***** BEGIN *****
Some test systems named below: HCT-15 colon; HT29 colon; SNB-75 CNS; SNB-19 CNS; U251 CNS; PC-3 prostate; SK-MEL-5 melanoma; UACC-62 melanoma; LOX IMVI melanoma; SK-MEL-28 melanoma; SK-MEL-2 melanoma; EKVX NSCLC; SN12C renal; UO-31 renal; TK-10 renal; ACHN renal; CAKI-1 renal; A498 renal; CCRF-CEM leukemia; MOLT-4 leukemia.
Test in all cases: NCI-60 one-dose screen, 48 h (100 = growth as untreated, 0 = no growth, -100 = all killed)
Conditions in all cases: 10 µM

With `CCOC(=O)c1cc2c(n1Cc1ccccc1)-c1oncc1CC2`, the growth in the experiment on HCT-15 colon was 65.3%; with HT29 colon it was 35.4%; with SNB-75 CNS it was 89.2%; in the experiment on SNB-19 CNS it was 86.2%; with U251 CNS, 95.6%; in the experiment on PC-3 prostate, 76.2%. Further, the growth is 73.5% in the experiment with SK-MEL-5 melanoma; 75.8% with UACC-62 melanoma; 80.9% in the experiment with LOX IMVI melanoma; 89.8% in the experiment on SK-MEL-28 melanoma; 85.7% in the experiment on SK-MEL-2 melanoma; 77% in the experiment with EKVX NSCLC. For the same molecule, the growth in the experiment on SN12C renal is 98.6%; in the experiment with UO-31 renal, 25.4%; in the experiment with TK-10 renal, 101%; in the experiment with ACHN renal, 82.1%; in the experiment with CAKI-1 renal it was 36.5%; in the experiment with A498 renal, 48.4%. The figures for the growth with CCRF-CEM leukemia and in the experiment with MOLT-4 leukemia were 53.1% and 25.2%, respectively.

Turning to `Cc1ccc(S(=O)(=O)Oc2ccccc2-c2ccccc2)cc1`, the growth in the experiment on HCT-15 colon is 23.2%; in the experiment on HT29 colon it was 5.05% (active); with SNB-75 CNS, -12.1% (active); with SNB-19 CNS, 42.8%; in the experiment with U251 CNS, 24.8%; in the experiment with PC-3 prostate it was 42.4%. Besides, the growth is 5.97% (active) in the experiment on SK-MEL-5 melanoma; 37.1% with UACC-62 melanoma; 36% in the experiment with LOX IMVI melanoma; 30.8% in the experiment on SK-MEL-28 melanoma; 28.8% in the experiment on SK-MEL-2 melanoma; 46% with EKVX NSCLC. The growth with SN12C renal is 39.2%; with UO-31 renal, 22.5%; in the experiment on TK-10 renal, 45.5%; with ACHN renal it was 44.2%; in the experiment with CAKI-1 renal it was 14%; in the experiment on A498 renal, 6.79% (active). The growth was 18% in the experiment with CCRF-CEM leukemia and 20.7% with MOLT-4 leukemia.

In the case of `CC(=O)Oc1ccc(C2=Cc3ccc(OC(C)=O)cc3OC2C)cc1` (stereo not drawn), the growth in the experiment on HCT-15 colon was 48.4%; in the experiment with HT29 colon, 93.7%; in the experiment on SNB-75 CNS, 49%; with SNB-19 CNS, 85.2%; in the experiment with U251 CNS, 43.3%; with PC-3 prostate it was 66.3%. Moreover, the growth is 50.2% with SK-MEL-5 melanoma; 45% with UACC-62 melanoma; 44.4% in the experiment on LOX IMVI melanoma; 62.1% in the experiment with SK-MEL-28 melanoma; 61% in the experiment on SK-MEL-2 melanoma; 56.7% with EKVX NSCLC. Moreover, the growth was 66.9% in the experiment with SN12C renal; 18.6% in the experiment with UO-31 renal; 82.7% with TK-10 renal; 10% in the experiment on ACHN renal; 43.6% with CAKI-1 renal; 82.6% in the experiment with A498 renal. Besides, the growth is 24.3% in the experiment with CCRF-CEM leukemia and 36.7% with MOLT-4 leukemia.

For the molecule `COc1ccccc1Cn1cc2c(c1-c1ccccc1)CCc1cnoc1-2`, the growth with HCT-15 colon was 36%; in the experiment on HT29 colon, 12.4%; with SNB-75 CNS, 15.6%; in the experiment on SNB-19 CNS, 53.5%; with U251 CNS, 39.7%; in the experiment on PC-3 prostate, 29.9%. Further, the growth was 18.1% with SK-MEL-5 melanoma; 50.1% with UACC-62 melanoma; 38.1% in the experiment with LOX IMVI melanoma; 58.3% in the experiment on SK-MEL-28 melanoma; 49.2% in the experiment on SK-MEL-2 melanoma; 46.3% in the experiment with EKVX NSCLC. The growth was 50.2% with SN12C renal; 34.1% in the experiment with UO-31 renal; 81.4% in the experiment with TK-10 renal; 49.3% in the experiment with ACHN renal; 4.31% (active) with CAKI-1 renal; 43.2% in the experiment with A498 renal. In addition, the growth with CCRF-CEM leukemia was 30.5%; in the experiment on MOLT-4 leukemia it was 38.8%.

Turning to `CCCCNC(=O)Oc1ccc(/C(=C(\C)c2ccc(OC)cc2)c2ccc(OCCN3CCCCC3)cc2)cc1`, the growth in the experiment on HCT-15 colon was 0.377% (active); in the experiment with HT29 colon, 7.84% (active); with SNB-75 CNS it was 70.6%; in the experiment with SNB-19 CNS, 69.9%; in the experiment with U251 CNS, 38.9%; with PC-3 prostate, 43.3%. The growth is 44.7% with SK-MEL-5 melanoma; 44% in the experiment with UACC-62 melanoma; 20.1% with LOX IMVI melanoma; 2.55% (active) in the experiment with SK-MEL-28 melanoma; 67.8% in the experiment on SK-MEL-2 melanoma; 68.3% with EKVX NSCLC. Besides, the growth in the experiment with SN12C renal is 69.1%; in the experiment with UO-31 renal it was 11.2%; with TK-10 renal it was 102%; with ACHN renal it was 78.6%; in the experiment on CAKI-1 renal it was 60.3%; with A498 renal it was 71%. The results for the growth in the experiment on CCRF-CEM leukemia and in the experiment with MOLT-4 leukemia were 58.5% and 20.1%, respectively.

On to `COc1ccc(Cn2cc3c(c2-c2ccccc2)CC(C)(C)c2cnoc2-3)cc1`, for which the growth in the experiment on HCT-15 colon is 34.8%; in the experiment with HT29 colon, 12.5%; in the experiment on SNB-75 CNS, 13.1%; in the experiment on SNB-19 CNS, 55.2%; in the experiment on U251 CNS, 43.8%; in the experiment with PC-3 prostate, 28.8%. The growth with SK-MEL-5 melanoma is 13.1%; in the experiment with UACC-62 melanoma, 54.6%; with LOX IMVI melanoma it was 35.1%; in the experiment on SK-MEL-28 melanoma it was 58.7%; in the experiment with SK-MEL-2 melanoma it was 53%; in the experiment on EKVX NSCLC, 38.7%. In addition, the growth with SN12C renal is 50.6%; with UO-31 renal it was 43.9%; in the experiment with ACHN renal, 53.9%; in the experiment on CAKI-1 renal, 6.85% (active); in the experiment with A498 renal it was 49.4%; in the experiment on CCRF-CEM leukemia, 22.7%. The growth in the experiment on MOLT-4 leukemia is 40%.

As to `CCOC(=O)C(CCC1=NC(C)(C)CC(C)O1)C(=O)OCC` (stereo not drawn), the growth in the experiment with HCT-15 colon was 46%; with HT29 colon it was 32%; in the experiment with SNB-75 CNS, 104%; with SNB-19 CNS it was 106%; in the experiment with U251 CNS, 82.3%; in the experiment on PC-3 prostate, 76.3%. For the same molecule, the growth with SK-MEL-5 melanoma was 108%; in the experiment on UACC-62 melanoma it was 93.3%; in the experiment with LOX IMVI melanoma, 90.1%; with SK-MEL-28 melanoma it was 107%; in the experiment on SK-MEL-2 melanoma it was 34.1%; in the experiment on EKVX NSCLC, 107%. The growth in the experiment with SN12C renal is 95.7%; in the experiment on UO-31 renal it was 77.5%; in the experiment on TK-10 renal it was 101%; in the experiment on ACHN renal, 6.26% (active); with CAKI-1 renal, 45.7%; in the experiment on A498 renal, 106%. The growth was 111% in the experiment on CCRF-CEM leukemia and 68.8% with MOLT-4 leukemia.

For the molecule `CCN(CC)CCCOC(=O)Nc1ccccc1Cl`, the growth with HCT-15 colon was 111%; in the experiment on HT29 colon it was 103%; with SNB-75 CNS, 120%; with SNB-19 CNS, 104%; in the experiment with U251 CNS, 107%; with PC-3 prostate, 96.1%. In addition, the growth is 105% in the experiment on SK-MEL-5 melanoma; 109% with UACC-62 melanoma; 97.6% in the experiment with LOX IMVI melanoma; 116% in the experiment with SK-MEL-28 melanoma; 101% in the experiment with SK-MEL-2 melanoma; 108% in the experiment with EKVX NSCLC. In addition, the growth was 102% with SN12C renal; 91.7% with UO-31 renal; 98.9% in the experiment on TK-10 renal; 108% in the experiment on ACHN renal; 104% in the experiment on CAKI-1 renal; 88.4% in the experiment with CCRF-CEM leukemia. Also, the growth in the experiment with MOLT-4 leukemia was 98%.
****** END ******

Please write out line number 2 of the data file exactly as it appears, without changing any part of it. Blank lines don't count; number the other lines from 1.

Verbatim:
Test in all cases: NCI-60 one-dose screen, 48 h (100 = growth as untreated, 0 = no growth, -100 = all killed)